Grapefruit ingredient could be used in diet pill

The compound gives grapefruit its bitter taste could prevent obesity

The chemical compound which gives grapfefruit its bitter taste could be used to create a diet pill, a study has indicated.
 
Research found naringenin, which is described as a flavonoid found in citrus fruit, has a revolutionary effect on the liver making it burn fat instead of storing it after a meal. This means that without having to change diets or cut out particular foods, a dose of naringenin could prevent weight gain and even help to lose it.

Long-term, the researchers behind the tests believe it would also help obesity sufferers and even fight diabetes because the process also helped balance insulin and glucose levels.

Grapefruit has long been recommended as a good way to control weight but the tests involved far higher doses of naringenin than would be accessible just by eating grapefruit. It would have to be concentrated into a supplement to have the desired effect for those suffering from Type 2 diabetes, which is also a precursor to cardiovascular disease.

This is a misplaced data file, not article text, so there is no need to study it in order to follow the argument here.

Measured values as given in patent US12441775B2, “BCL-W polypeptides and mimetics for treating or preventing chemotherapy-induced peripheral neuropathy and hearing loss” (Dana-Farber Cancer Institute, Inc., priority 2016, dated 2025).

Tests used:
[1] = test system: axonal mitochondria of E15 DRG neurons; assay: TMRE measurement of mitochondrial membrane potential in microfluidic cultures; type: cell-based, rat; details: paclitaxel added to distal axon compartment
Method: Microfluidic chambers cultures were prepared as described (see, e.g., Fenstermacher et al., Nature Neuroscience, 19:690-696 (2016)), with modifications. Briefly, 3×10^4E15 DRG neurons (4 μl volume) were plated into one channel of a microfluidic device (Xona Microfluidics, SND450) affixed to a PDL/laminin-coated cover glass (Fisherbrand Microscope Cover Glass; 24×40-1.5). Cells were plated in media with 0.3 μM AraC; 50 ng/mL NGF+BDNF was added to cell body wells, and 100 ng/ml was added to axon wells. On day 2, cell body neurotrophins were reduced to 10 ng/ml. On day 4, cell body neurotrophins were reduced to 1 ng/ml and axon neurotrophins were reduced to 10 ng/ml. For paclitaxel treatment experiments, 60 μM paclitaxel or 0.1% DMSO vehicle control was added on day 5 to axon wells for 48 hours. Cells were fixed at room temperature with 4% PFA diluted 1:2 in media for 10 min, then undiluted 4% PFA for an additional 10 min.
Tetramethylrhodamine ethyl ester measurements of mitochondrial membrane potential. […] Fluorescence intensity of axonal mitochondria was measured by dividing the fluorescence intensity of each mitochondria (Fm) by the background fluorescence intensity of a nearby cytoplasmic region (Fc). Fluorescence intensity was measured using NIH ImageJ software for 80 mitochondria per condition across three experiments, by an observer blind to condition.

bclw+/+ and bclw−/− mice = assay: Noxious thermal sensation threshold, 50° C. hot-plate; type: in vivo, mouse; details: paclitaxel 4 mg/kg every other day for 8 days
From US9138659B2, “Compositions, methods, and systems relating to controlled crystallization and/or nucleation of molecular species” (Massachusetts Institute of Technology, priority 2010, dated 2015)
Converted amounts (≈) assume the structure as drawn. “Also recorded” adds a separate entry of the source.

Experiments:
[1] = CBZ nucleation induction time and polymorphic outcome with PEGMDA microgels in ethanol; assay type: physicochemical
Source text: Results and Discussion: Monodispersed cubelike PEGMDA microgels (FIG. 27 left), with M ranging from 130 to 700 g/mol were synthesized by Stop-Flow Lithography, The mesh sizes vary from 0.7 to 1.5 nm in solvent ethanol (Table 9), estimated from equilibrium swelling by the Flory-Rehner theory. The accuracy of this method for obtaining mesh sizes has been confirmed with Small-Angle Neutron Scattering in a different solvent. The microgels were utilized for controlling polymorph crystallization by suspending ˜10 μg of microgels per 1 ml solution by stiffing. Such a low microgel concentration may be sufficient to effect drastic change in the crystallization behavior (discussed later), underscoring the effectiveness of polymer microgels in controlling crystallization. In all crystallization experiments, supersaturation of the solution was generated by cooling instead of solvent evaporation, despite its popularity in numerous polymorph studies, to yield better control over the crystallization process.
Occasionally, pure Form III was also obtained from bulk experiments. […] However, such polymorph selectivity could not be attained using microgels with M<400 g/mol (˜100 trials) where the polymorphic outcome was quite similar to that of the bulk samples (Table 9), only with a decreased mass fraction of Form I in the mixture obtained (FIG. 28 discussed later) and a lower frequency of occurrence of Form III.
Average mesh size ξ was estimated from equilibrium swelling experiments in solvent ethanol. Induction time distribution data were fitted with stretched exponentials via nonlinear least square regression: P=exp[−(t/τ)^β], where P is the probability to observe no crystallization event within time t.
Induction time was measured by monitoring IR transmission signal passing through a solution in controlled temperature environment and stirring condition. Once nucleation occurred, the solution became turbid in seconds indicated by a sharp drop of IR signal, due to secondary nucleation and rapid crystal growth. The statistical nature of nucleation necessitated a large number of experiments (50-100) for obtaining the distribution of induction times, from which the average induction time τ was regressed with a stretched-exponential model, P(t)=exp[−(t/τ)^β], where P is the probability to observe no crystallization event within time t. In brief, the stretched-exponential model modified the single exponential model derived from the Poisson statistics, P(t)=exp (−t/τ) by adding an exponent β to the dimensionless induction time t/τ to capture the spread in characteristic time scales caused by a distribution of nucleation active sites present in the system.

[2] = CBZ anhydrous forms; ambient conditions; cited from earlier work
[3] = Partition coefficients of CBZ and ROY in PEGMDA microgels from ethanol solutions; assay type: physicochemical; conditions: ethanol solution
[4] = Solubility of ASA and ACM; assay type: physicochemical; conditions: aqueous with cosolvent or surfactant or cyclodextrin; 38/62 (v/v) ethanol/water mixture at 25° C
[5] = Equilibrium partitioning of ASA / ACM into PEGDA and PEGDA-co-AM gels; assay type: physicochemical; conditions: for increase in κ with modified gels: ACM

The tests were carried out on mice by a team at the Robarts Research Institute at the University of Western Ontario and published in the journal Diabetes.

Two groups of mice were both fed the equivalent of a Western diet to speed up their ‘metabolic syndrome’ – the process which leads to Type 2 diabetes in humans. The food given to one of the groups was treated with naringenin.

The non-naringenin mice became obese, they developed the metabolic syndrome which saw their cholesterol rise and their bodies become resistant to insulin. The mice given naringenin did not suffer from these. Any rise in cholesterol was corrected by the naringenin which also ‘reprogrammed’ the live to burn up fat rather than store it.

Lead researcher Professor Murray Huff added: ‘What was unique about the study was that the effects were independent of caloric intake, meaning the mice ate exactly the same amount of food and the same amount of fat.

‘There was no suppression of appetite or decreased food intake, which are often the basis of strategies to reduce weight gain and its metabolic consequences.’

The researchers will now try and develop the compound into a drug which would be both effective and safe for humans to take as a supplement or treatment.

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